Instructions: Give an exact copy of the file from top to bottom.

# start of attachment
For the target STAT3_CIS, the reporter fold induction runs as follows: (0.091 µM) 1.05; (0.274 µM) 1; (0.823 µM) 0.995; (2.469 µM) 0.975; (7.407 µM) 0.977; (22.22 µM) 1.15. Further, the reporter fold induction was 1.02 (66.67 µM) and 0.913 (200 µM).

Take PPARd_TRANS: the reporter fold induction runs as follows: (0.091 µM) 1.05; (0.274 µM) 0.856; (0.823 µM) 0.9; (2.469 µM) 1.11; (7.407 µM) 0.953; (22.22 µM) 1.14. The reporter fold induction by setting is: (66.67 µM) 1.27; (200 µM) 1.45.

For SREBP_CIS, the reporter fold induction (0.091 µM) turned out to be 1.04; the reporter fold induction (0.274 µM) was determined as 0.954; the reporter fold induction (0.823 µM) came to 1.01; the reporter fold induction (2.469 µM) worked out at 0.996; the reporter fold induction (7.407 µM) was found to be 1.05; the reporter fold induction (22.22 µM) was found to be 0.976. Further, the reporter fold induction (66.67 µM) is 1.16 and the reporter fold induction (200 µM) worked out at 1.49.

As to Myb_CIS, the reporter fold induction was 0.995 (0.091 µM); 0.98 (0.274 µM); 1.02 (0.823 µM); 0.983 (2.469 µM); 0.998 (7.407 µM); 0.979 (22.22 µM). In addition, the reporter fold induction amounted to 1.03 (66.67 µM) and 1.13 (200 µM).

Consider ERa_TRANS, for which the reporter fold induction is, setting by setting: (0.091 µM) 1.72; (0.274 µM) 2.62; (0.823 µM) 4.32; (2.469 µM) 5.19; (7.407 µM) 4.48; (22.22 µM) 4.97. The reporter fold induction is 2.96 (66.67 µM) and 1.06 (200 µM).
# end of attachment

For the target STAT3_CIS, the reporter fold induction runs as follows: (0.091 µM) 1.05; (0.274 µM) 1; (0.823 µM) 0.995; (2.469 µM) 0.975; (7.407 µM) 0.977; (22.22 µM) 1.15. Further, the reporter fold induction was 1.02 (66.67 µM) and 0.913 (200 µM).

Take PPARd_TRANS: the reporter fold induction runs as follows: (0.091 µM) 1.05; (0.274 µM) 0.856; (0.823 µM) 0.9; (2.469 µM) 1.11; (7.407 µM) 0.953; (22.22 µM) 1.14. The reporter fold induction by setting is: (66.67 µM) 1.27; (200 µM) 1.45.

For SREBP_CIS, the reporter fold induction (0.091 µM) turned out to be 1.04; the reporter fold induction (0.274 µM) was determined as 0.954; the reporter fold induction (0.823 µM) came to 1.01; the reporter fold induction (2.469 µM) worked out at 0.996; the reporter fold induction (7.407 µM) was found to be 1.05; the reporter fold induction (22.22 µM) was found to be 0.976. Further, the reporter fold induction (66.67 µM) is 1.16 and the reporter fold induction (200 µM) worked out at 1.49.

As to Myb_CIS, the reporter fold induction was 0.995 (0.091 µM); 0.98 (0.274 µM); 1.02 (0.823 µM); 0.983 (2.469 µM); 0.998 (7.407 µM); 0.979 (22.22 µM). In addition, the reporter fold induction amounted to 1.03 (66.67 µM) and 1.13 (200 µM).

Consider ERa_TRANS, for which the reporter fold induction is, setting by setting: (0.091 µM) 1.72; (0.274 µM) 2.62; (0.823 µM) 4.32; (2.469 µM) 5.19; (7.407 µM) 4.48; (22.22 µM) 4.97. The reporter fold induction is 2.96 (66.67 µM) and 1.06 (200 µM).